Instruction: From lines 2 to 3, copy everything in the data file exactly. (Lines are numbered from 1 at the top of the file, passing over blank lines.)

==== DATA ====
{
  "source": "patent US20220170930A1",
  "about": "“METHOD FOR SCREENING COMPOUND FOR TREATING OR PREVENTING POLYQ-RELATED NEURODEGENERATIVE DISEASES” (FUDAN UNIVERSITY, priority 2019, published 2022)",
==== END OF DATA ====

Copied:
  "source": "patent US20220170930A1",
  "about": "“METHOD FOR SCREENING COMPOUND FOR TREATING OR PREVENTING POLYQ-RELATED NEURODEGENERATIVE DISEASES” (FUDAN UNIVERSITY, priority 2019, published 2022)",